And because of the short crop cycles, these growers don’t need the long life expectancy, hallmarked by the permanent configuration, and therefore wouldn’t benefit from the investment.

Component quality

Closely related to the choice of a seasonal or permanent system, the system’s components also affect the overall cost of irrigation.

The concept is simple: Higher-quality components last longer and, aside from misuse or neglect, won’t need frequent repair or replacement compared to cheaper components. Each grower must determine the life expectancy desired from the system, then weigh the cost-to-benefit ratio of different price points.

Alfalfa growers who choose the most common setup, permanent submain and permanent laterals, are advised to invest in high-quality, long-lasting components, like higher mil-wall-thickness drip tape with high-quality emission devices from reputable manufacturers. While this is another cost that’s higher up-front, it pays off later.

Let’s again compare the strawberry grower with a seasonal system. Drip tape in strawberry fields is often recycled after just one crop cycle, so the strawberry grower wouldn’t necessarily be advised to invest in a high mil-wall-thickness drip tape like an alfalfa grower should.

However, the grower is advised to invest in high-quality, low mil-wall-thickness drip tape from a reputable manufacturer. Poor-quality drip tape should not be confused with unnecessary features in a drip tape.

There are other components on which a grower, regardless of crop type, cannot compromise, as they directly relate to a significant factor outside his or her control, such as water – or more specifically, water quality.

Water quality determines how many filters are needed and the demands those filters must be able to meet. The more sand, organic matter and other particles naturally occurring in the water, the more filters, higher-quality filters and filter maintenance are required – and the higher the cost for the overall filter system.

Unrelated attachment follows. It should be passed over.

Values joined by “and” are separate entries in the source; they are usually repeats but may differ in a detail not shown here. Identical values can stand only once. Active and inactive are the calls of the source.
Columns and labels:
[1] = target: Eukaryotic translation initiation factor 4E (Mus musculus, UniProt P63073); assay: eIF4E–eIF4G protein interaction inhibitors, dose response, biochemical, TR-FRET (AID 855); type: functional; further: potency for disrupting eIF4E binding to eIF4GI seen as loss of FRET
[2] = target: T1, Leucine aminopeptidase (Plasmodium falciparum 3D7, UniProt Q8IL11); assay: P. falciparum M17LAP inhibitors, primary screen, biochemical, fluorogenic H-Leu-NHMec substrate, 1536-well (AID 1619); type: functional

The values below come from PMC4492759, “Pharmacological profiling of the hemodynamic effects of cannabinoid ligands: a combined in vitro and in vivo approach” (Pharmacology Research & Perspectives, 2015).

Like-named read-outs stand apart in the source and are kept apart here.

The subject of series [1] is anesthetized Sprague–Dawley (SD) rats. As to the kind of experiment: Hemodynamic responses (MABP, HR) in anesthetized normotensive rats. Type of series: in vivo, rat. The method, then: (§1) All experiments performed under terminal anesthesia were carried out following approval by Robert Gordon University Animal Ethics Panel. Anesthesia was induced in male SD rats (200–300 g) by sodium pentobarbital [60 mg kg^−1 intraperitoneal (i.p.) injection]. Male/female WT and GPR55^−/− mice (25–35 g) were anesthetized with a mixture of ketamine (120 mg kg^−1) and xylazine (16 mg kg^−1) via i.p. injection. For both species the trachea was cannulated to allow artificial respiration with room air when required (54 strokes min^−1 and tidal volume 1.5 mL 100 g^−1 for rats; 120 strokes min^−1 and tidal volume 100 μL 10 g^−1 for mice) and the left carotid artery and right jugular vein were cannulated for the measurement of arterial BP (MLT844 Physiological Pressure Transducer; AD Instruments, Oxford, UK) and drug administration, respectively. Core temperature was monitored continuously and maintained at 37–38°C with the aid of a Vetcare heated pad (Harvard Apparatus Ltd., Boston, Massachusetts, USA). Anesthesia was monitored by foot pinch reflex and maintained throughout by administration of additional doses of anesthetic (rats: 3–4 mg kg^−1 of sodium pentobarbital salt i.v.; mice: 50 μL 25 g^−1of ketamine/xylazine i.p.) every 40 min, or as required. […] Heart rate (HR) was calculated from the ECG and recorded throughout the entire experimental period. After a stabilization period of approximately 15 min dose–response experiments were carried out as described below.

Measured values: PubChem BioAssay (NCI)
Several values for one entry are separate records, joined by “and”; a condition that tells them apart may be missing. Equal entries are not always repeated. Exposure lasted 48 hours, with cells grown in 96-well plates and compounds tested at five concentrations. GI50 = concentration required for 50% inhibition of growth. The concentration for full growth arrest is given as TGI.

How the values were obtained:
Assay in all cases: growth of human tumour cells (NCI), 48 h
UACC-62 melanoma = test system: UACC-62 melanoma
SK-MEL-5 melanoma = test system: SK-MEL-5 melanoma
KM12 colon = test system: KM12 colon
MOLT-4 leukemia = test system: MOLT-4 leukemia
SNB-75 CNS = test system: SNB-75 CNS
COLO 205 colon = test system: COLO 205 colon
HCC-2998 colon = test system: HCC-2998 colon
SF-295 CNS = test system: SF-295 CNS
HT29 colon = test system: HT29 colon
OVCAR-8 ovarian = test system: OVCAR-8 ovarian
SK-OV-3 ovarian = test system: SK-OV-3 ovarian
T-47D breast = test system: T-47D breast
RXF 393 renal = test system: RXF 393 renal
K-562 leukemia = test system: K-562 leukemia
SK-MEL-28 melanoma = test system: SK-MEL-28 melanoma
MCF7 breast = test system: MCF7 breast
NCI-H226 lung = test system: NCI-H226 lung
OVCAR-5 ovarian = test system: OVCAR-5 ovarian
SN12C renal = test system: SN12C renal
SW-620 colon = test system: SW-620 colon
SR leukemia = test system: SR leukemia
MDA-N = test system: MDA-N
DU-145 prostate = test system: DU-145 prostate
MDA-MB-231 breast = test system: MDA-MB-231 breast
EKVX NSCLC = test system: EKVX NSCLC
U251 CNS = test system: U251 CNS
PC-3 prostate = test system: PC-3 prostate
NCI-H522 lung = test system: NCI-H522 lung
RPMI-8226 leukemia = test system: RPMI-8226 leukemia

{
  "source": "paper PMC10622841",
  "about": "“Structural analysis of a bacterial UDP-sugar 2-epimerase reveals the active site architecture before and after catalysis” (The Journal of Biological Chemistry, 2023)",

Along these same lines, the size and quality of the system’s pump is directly related to what’s in the water. A simpler centrifugal pump is lower both in initial and operating costs versus a more powerful trash or diaphragm-style pump.

Emission uniformity

Just as it sounds, an efficient system with high emission uniformity applies water evenly throughout a field. Too little water compromises quality and yield while too much water, as mentioned earlier, is wasteful and often applies water and fertilizer where unwanted, so emission uniformity is directly tied to RUE and WUE. It’s also directly tied to the cost of the system.

A system designed to achieve high emission uniformity usually comes at a greater cost because it utilizes higher-quality emission device components like drip tape and drip line, requires accessories like pressure gauges and water meters, and may require more or larger submains to reduce pressure losses.

And this is only part of the equation. Ongoing maintenance, monitoring and adjusting of the system is required to ensure its emission uniformity potential is being met after the initial investment has been made, meaning additional resources – and costs – must be allocated.

This may sound expensive, but many growers have found the return on investment time frame of a well-designed, installed, operated and maintained drip system is relatively short due to the resulting increase in crop yield and quality (income) and reduction in required inputs (costs).